Most of the church was much older than me. My grandparents’ generation lived through World War II, Jim Crow Laws of the South, and the Civil Rights struggle and gains of the 20th Century. They combatted the ugliness of racism: burned down African American owned stores, fire bombed churches, challenges to perform the guaranteed civic duty of voting, discrimination, and racial bias in the Armed Services while fighting for the United States of America, inability to get farm loans, etc. because of the color of their skin. But through it all, they “let their light shine.” By law, it was determined that they would live as second-class citizens in the South, segregated as “separate and unequal” and through it all they “let their light shine.”

It didn’t matter if you were an older adult, adult, teenager, or child…in the church, listeners were told:

“Everywhere I go

I’m gonna let it shine

Everywhere I go

I’m gonna let it shine

Everywhere I go

I’m gonna let it shine

Let it shine, let it shine, let it shine.”

And why? Why did (do) we have to shine the light? It is true that the Bible reads, “In the same way, let your light shine before others, that they may see your good deeds and glorify your Father in heaven” (Matthew 5:16, NIV). But I tell you more practically, my grandmothers and the leaders of their generation were singing more practically. They were teaching and encouraging, saying to combat White Citizen’s Council policies, redlining, Jim Crow Laws, lynching, unlawful arrests, racial profiling, and other violations of African Americans (& People of Color) civil rights, we must let our light shine. They did GOOD when faced with EVIL, demonstrated LOVE when given HATE, and offered FORGIVENESS (not forgetfulness) when presented MEANNESS, OPPRESSION, and OFFENSE. The choir knew what the Rev. Dr. Martin Luther King, Jr. once said, “Darkness cannot drive out darkness, only light can do that. Hate cannot drive out hate, only love can do that.” Let’s choose to love today and every day, loving our neighbor (others) as we do ourselves (Mark 12:31, NIV). Love to all of you and thank you for your leadership Rev. Dr. Martin Luther King, Jr. May we continue to let our light shine!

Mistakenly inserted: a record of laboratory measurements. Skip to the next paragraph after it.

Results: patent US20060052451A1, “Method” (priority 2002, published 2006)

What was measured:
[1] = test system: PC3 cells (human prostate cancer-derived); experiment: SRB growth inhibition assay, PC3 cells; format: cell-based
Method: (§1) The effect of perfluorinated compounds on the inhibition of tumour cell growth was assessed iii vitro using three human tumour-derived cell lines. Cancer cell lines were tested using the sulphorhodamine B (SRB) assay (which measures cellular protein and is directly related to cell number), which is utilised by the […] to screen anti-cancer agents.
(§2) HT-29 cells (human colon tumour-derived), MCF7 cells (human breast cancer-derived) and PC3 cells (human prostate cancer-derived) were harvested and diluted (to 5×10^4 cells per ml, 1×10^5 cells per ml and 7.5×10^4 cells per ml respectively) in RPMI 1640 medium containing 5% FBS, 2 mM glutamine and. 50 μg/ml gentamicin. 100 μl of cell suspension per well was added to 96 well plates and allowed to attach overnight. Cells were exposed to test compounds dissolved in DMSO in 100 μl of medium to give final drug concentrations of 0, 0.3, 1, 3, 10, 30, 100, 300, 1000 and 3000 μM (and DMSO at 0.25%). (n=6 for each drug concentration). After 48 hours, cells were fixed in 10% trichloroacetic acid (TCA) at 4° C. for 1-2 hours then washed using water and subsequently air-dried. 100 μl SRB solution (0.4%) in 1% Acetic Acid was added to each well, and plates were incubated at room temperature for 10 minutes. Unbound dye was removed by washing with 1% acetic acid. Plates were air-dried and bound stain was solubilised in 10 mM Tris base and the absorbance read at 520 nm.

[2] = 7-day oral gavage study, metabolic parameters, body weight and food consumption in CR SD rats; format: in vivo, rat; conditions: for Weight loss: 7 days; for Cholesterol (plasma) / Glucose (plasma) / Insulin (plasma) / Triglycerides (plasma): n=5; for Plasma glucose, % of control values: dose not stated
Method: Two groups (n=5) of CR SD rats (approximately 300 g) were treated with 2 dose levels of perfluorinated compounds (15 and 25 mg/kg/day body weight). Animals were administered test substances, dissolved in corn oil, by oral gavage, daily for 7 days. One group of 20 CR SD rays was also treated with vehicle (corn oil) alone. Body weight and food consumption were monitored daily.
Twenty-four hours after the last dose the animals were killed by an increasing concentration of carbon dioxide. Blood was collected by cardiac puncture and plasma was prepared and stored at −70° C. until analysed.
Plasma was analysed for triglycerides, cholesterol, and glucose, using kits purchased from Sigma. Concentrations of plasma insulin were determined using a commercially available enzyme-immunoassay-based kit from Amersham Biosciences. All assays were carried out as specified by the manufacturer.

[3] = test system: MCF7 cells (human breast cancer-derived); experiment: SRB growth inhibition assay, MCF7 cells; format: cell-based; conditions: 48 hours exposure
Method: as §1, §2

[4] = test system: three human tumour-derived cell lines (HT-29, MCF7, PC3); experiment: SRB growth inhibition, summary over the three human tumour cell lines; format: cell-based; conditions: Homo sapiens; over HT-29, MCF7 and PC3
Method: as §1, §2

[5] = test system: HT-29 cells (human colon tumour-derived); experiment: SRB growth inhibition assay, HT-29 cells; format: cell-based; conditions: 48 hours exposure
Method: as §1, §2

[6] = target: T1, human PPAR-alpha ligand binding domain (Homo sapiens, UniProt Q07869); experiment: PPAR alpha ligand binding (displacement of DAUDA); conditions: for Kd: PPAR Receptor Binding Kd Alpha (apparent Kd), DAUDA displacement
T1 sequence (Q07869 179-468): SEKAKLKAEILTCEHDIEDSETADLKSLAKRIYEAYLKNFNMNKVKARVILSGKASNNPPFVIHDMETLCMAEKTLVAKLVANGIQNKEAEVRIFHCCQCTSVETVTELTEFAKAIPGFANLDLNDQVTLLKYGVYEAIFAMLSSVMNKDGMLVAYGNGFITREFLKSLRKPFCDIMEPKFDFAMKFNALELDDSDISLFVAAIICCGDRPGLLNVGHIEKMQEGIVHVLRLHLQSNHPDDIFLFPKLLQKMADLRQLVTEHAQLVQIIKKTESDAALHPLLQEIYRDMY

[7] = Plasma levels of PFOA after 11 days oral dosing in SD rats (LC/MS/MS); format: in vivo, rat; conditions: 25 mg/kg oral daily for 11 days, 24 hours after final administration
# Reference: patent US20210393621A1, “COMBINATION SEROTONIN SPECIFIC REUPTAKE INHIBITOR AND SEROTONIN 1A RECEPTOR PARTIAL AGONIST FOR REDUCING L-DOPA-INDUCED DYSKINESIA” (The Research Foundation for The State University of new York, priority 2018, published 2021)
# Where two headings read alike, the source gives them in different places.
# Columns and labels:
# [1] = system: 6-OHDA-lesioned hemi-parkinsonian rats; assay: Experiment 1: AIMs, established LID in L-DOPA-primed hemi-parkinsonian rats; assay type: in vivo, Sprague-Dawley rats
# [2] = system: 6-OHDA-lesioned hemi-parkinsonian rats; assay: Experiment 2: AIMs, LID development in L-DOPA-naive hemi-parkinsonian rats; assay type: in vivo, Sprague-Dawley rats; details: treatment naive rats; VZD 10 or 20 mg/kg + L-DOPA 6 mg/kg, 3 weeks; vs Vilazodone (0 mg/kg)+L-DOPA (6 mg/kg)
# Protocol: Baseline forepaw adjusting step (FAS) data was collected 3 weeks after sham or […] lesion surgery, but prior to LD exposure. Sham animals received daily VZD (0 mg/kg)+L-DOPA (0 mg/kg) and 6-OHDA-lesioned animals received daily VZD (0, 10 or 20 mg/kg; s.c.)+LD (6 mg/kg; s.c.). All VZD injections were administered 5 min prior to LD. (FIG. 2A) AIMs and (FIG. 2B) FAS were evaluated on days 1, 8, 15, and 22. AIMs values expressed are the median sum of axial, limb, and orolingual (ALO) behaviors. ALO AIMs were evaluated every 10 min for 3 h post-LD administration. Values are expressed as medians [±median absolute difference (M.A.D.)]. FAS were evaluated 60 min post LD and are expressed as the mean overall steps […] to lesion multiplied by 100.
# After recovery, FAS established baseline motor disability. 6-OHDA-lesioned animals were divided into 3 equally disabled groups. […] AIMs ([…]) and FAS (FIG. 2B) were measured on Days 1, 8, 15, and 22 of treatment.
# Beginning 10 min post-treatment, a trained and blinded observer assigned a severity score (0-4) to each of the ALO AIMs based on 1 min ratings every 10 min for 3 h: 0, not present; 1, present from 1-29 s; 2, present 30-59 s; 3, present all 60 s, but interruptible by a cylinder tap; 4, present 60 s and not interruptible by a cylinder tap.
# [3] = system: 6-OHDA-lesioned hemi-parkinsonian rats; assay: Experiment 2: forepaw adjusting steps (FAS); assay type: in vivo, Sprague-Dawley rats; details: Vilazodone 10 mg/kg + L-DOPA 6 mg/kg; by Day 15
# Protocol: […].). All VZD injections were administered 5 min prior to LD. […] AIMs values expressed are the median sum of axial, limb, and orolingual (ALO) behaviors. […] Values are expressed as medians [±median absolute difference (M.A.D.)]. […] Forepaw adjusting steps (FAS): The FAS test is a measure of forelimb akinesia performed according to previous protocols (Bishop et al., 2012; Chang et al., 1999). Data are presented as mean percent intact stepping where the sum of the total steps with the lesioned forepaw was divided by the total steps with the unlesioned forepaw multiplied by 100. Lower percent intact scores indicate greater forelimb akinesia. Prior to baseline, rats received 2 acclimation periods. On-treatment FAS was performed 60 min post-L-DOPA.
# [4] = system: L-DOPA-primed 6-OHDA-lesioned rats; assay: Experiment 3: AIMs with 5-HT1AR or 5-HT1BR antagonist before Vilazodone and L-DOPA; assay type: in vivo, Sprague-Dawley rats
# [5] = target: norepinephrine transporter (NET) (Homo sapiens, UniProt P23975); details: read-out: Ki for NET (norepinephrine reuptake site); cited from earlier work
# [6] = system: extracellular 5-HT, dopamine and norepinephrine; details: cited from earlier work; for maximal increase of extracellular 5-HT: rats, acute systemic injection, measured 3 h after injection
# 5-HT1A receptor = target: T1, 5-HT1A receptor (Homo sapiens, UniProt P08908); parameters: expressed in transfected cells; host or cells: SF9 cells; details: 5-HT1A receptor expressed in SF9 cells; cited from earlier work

Reflection on the Killing of Mr. Ahmaud Arbery

I walk/jog/run most days of the week. I walk/jog/run for my health & well-being. I encourage other men who look like me to walk/jog/run for their health & well-being. I encourage ALL people to “Love the Lord your God with all your heart and with all your soul and with all your mind and with all your strength” & “Love your neighbor as yourself” (Mark 12:30-31, NIV).